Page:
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Prospect calls for tighter regulation of drones

Prospect calls for tighter regulation of drones

On behalf of 5,000 members working in aviation safety, Prospect has today highlighted the risks of the increasing use of Unmanned Aerial Vehicles (UAVs) or drones.



Plane in sky near air traffic control tower

On behalf of 5,000 members working in aviation safety, Prospect has today highlighted the risks of the increasing use of Unmanned Aerial Vehicles (UAVs) or drones. The union says the risks are not fully understood, but will become real when the commercial use of drones becomes widespread. The government and the CAA are urged to protect the public with comprehensive regulation of this new industry.

Prospect’s Aviation Group has published a position paper detailing members’ concerns and calling for a review of drone regulation in a number of areas:

  • The integration of commercial UAVs within controlled airspace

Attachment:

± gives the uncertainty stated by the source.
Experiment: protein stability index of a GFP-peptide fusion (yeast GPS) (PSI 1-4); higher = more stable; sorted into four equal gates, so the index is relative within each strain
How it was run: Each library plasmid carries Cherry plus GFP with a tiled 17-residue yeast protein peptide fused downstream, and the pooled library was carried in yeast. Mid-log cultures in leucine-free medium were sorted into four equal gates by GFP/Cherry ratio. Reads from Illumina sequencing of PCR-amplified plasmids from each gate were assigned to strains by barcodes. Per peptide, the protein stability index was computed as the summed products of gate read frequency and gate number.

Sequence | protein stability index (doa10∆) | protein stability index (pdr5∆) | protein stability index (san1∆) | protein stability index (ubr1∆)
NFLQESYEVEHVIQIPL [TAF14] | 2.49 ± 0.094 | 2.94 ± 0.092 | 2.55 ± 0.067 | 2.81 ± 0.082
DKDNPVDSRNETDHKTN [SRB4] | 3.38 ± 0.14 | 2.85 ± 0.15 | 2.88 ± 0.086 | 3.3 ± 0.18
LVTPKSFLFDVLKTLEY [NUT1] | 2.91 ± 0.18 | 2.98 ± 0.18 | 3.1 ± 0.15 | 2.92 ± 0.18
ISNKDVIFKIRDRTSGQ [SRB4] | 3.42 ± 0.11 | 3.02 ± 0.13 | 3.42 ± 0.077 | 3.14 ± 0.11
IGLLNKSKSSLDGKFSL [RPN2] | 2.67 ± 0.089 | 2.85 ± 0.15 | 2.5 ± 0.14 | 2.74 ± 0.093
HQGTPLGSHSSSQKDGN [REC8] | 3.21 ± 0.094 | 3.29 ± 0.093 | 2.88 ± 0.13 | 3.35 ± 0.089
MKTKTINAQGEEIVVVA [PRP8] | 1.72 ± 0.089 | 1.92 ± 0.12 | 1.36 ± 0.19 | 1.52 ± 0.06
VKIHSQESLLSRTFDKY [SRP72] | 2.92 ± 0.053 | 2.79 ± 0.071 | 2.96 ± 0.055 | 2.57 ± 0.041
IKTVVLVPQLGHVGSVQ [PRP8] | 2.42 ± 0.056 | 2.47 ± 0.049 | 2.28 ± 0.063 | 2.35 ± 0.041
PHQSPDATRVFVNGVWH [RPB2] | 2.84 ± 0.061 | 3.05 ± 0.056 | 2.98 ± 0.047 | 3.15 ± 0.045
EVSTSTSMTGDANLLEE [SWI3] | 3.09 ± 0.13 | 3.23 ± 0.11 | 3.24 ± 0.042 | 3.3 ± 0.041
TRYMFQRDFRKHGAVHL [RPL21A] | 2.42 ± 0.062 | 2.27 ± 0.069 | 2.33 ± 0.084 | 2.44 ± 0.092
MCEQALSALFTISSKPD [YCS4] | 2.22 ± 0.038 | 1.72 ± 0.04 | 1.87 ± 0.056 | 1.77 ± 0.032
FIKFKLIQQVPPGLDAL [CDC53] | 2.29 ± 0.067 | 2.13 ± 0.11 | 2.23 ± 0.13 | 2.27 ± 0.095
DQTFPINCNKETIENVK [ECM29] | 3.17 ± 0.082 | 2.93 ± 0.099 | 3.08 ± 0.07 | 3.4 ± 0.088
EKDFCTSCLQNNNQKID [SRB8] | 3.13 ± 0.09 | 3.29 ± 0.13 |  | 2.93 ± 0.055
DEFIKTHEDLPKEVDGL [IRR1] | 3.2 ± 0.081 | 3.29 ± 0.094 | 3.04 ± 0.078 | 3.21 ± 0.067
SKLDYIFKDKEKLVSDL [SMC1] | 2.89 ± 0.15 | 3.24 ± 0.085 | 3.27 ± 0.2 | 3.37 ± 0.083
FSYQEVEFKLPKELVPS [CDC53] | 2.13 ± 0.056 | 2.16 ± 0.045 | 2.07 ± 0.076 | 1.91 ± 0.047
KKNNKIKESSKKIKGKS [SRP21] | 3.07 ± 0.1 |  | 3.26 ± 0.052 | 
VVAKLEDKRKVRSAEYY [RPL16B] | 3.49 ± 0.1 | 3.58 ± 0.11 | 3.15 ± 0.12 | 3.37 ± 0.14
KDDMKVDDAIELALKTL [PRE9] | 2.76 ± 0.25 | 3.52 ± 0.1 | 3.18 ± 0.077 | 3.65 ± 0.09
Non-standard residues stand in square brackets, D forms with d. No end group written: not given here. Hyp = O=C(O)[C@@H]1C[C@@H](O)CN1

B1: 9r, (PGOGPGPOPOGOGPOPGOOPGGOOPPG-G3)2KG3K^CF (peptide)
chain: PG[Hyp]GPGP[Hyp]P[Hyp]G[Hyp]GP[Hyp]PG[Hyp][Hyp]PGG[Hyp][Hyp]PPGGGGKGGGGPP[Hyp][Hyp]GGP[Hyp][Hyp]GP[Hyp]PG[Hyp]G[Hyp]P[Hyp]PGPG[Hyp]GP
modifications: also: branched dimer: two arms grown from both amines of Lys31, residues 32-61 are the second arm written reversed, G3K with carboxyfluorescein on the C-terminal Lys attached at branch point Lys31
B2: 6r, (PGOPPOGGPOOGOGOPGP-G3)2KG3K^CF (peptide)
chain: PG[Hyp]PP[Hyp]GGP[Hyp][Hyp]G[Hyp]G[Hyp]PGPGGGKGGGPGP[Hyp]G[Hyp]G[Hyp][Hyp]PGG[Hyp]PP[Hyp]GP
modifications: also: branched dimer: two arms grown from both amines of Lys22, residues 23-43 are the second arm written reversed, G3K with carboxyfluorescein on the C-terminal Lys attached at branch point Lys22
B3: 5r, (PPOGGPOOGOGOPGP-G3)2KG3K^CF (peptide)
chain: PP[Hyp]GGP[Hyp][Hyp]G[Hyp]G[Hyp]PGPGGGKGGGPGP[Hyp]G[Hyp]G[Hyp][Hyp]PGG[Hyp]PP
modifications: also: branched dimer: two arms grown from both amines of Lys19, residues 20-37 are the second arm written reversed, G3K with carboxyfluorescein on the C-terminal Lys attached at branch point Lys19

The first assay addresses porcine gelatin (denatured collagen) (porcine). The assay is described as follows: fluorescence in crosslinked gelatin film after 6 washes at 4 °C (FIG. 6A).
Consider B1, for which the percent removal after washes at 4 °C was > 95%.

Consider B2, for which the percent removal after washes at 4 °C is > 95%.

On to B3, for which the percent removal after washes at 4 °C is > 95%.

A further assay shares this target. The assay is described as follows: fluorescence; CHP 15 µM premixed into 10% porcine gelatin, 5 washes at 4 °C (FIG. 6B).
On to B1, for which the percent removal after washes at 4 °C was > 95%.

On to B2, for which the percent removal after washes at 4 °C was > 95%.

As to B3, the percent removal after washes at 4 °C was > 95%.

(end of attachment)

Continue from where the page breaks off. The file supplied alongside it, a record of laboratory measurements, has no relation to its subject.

• ‘Pilot’ training and licensing
  • UAV Airworthiness and certification

The Queen’s Speech earlier this month announced a Modern Transport Bill which will encourage the economic development of the drone industry through ‘light touch’ regulation. Prospect believes this will not be adequate and puts commercial interests before public safety.

Prospect’s Aviation Group Secretary, Steve Jary, said “It is only a matter of time before a drone collides with an airliner or suffers a mechanical failure and crashes to the ground. Both scenarios have obvious potential consequences. The government and the aviation industry must act now to assess these risks and then act to minimise them.”

Coincidentally, the Civil Aviation Authority reported today on a Category A ‘airprox’ incident in March where a drone came within 100 feet of a Boeing 737 descending into Glasgow airport. The drone was at around 700 feet – almost twice the height allowed under existing rules.